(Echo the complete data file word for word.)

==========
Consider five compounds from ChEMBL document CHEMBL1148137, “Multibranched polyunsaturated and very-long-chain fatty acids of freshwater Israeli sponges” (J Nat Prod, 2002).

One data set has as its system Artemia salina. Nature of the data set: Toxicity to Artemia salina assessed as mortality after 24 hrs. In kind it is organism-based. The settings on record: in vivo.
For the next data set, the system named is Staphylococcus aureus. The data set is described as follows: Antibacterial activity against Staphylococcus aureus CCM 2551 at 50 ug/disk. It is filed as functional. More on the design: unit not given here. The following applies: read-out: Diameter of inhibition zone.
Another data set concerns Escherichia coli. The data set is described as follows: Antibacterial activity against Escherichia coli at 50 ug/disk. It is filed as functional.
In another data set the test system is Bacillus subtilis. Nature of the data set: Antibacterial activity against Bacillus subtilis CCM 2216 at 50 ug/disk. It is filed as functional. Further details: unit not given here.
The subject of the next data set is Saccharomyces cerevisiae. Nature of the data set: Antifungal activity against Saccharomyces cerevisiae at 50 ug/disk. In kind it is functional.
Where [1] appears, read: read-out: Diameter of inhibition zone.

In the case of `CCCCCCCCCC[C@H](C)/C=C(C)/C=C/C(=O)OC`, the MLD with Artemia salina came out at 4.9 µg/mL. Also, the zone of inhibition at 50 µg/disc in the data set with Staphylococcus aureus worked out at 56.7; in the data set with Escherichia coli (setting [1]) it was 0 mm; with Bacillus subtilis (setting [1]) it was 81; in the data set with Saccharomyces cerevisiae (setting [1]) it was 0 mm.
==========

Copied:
Consider five compounds from ChEMBL document CHEMBL1148137, “Multibranched polyunsaturated and very-long-chain fatty acids of freshwater Israeli sponges” (J Nat Prod, 2002).

One data set has as its system Artemia salina. Nature of the data set: Toxicity to Artemia salina assessed as mortality after 24 hrs. In kind it is organism-based. The settings on record: in vivo.
For the next data set, the system named is Staphylococcus aureus. The data set is described as follows: Antibacterial activity against Staphylococcus aureus CCM 2551 at 50 ug/disk. It is filed as functional. More on the design: unit not given here. The following applies: read-out: Diameter of inhibition zone.
Another data set concerns Escherichia coli. The data set is described as follows: Antibacterial activity against Escherichia coli at 50 ug/disk. It is filed as functional.
In another data set the test system is Bacillus subtilis. Nature of the data set: Antibacterial activity against Bacillus subtilis CCM 2216 at 50 ug/disk. It is filed as functional. Further details: unit not given here.
The subject of the next data set is Saccharomyces cerevisiae. Nature of the data set: Antifungal activity against Saccharomyces cerevisiae at 50 ug/disk. In kind it is functional.
Where [1] appears, read: read-out: Diameter of inhibition zone.

In the case of `CCCCCCCCCC[C@H](C)/C=C(C)/C=C/C(=O)OC`, the MLD with Artemia salina came out at 4.9 µg/mL. Also, the zone of inhibition at 50 µg/disc in the data set with Staphylococcus aureus worked out at 56.7; in the data set with Escherichia coli (setting [1]) it was 0 mm; with Bacillus subtilis (setting [1]) it was 81; in the data set with Saccharomyces cerevisiae (setting [1]) it was 0 mm.